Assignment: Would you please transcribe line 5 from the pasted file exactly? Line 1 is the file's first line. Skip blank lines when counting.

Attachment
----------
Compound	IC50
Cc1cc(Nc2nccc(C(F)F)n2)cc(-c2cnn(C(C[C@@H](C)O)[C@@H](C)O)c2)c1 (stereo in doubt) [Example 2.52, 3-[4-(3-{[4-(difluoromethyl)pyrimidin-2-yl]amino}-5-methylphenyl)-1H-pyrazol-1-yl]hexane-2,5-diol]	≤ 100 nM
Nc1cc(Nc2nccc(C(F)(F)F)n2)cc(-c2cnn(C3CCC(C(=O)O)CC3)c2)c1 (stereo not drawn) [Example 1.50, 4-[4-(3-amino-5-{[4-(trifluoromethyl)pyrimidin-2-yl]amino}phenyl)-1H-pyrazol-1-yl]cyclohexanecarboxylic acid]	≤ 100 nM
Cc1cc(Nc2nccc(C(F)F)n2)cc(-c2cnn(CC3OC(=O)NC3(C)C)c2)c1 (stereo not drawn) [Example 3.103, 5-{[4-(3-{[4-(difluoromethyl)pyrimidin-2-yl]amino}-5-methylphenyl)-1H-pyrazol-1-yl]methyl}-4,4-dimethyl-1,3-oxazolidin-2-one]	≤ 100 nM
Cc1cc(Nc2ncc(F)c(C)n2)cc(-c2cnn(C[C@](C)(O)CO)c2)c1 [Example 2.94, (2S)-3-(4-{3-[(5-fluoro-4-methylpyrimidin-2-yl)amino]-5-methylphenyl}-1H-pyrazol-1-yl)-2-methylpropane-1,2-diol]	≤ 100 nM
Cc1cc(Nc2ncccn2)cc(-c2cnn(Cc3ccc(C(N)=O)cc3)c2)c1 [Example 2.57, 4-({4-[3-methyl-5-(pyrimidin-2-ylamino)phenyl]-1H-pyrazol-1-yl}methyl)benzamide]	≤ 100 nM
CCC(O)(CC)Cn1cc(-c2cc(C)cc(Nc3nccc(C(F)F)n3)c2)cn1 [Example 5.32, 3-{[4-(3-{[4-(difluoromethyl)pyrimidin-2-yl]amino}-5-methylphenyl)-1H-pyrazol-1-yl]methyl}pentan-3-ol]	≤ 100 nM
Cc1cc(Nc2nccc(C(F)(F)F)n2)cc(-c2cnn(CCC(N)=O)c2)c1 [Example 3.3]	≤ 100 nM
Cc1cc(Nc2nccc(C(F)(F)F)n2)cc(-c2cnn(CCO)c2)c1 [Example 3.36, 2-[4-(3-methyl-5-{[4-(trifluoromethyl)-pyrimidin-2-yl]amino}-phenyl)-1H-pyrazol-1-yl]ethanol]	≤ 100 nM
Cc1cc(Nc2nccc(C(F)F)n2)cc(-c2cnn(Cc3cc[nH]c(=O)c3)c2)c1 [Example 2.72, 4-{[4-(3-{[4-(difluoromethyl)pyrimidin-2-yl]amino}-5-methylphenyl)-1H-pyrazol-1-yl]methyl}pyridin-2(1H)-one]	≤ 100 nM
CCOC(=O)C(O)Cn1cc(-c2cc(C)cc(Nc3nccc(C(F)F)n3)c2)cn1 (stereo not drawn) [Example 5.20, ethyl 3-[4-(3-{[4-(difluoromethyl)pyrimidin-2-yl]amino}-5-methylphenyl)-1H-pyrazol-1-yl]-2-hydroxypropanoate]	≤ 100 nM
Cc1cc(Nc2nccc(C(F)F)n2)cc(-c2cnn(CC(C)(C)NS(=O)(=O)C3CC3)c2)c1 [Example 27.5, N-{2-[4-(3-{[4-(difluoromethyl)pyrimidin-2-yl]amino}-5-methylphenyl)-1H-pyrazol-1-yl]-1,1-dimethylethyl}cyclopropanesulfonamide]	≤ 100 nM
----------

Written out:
Cc1cc(Nc2ncc(F)c(C)n2)cc(-c2cnn(C[C@](C)(O)CO)c2)c1 [Example 2.94, (2S)-3-(4-{3-[(5-fluoro-4-methylpyrimidin-2-yl)amino]-5-methylphenyl}-1H-pyrazol-1-yl)-2-methylpropane-1,2-diol]	≤ 100 nM